York, PPINYS did not account for economies of scale and
gains in productivity,
both of which reduce the amount
of shale gas development spending that can be expected
for each new well. Reduced spending on each new well
developed, in turn, leads to a reduction in the direct job
creation that can be expected when using an economic
impact analysis. Food & Water Watch found that econo-
mies of scale and gains in productivity would together
lower spending per well, and thus also direct job creation
per well, by about 39 percent.
As the number of shale gas wells developed in a given
region increases over several years, the amount of gas
industry spending needed to develop each new well
falls because supporting infrastructure, such as access
roads and pipelines, is already in place. Also, many
horizontal wells are drilled from a single well pad, so
the spending to establish the well pad is an upfront
cost. In Pennsylvania, data on actual and planned
spending indicate that in 2008, an estimated 364 wells
and $3.2 billion was spent,
2012, gas companies plan to spend $14.6 billion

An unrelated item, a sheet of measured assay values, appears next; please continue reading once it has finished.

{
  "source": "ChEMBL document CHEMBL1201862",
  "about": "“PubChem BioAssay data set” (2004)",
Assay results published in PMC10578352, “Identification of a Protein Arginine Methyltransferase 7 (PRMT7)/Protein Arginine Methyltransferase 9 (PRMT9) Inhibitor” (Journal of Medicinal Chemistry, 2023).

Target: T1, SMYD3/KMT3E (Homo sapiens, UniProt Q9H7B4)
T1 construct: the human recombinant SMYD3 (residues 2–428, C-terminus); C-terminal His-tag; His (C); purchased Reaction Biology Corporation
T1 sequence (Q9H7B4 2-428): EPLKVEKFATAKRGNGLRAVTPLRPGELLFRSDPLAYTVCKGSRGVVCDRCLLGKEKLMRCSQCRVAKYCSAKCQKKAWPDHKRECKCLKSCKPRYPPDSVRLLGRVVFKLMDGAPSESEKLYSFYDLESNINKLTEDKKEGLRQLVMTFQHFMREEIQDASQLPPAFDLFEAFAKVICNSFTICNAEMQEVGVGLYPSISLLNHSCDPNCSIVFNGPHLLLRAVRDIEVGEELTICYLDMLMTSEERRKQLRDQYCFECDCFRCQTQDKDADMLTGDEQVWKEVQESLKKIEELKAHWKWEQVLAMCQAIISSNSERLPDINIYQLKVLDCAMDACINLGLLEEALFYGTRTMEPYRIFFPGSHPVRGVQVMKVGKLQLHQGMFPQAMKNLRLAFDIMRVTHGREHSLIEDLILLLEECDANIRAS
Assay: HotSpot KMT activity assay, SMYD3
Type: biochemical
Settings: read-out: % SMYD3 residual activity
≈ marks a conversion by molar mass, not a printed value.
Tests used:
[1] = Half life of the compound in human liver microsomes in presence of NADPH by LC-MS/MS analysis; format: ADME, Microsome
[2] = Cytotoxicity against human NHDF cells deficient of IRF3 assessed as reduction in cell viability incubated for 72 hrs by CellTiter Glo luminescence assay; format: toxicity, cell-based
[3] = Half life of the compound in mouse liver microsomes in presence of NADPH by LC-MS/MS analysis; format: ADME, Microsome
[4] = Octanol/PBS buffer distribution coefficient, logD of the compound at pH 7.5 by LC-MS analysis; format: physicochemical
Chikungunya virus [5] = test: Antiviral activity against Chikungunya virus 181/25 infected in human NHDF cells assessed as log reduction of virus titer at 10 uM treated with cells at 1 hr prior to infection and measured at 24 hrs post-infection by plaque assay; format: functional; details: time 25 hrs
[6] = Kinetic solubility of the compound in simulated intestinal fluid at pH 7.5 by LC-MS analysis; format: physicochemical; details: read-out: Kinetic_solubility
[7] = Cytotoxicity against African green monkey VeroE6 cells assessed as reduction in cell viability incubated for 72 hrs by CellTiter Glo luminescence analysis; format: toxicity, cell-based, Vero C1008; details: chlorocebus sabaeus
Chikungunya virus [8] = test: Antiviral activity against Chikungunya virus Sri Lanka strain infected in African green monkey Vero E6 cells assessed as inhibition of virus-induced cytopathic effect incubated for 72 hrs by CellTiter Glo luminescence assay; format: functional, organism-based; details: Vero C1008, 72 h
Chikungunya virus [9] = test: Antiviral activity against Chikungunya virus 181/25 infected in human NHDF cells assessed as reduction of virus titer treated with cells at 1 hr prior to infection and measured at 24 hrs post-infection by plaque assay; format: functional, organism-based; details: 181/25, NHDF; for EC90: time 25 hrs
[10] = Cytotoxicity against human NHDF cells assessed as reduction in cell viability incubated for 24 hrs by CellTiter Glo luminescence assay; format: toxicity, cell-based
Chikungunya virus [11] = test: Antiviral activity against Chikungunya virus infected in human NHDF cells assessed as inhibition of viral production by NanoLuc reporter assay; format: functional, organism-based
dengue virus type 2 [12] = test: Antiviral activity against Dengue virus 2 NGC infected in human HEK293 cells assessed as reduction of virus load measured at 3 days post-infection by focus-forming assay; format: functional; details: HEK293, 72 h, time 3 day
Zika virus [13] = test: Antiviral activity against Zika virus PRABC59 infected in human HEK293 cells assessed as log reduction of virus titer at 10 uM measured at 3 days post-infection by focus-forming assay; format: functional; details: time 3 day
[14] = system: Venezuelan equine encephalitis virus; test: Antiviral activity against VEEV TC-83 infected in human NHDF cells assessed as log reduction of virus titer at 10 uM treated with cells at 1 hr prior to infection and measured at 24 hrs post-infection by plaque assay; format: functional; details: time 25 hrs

develop 2,415 wells.
In terms of spending per well,
this suggests that economies of scale in Pennsylvania
have led to a 31.5 percent reduction in the amount of
spending per well,
and thus an equivalent reduction in
potential direct job creation per well.
If the State of New York chooses to open up the state to
shale gas development, drilling and fracking would be
ramped up gradually over ve years from 2013 to 2018.
Food & Water Watch estimates this would create econo-
mies of scale in New York for shale gas development
that, just as in Pennsylvania, reduce spending per well
by about 31.5 percent between now and 2018.
Across all economic sectors, the use of equipment and
technologies would lead to gains in productivity that
would, like economies of scale, reduce over time the
u Precisely,[(21778/0.95)*(2116612936/2751854000)*(1-(1728765000+54683000)/4535304000)*(ϭͲ ;;Ϭ͘ϱΎϳϴϲϳͿͬϮϭϳϳϴͿ)]=8,766.296…
ExposingtheOilandGasIndustry’sFalseJobsPromiseforShaleGasDevelopmentͻ nŽǁ MĞƚŚŽĚŽůŽŐŝĐĂů lůĂǁƐ CƌŽƐƐůǇ íǆĂŐŐĞƌĂƚĞ IŽďƐ lƌŽũĞĐƟŽŶƐ 9
amount of spending necessary to develop each new
well. The Congressional Budget Oice (CBO) projects